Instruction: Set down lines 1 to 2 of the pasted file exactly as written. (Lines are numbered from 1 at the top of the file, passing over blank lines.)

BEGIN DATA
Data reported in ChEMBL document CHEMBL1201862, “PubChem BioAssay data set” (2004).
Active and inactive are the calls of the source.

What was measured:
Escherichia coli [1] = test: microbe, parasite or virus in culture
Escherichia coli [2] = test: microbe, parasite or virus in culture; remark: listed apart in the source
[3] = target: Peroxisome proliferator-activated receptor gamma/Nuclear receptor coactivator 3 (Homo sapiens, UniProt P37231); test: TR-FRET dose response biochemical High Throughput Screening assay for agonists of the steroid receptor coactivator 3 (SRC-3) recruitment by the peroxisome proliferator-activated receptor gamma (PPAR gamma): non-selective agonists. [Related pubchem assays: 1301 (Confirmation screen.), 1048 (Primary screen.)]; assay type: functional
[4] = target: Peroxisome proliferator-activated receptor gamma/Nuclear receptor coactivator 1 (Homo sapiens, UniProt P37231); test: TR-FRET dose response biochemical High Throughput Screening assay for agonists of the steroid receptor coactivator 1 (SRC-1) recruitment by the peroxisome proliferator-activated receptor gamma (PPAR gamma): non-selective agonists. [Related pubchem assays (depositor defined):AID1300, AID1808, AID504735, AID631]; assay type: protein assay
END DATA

Data reported in ChEMBL document CHEMBL1201862, “PubChem BioAssay data set” (2004).
Active and inactive are the calls of the source.